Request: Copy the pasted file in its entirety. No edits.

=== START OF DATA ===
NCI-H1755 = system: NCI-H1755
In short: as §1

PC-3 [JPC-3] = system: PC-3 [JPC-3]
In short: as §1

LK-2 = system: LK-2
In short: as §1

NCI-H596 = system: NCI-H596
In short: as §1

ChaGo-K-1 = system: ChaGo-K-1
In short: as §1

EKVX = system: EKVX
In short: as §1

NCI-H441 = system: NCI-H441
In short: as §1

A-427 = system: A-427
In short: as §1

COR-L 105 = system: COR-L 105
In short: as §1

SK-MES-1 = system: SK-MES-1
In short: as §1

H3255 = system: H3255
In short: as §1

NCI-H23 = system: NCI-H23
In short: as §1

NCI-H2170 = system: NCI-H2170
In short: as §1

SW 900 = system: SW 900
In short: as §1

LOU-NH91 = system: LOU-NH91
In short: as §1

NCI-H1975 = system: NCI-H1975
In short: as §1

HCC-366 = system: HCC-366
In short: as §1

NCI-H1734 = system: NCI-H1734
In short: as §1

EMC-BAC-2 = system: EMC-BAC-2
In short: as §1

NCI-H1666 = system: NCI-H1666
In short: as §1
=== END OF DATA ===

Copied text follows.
NCI-H1755 = system: NCI-H1755
In short: as §1

PC-3 [JPC-3] = system: PC-3 [JPC-3]
In short: as §1

LK-2 = system: LK-2
In short: as §1

NCI-H596 = system: NCI-H596
In short: as §1

ChaGo-K-1 = system: ChaGo-K-1
In short: as §1

EKVX = system: EKVX
In short: as §1

NCI-H441 = system: NCI-H441
In short: as §1

A-427 = system: A-427
In short: as §1

COR-L 105 = system: COR-L 105
In short: as §1

SK-MES-1 = system: SK-MES-1
In short: as §1

H3255 = system: H3255
In short: as §1

NCI-H23 = system: NCI-H23
In short: as §1

NCI-H2170 = system: NCI-H2170
In short: as §1

SW 900 = system: SW 900
In short: as §1

LOU-NH91 = system: LOU-NH91
In short: as §1

NCI-H1975 = system: NCI-H1975
In short: as §1

HCC-366 = system: HCC-366
In short: as §1

NCI-H1734 = system: NCI-H1734
In short: as §1

EMC-BAC-2 = system: EMC-BAC-2
In short: as §1

NCI-H1666 = system: NCI-H1666
In short: as §1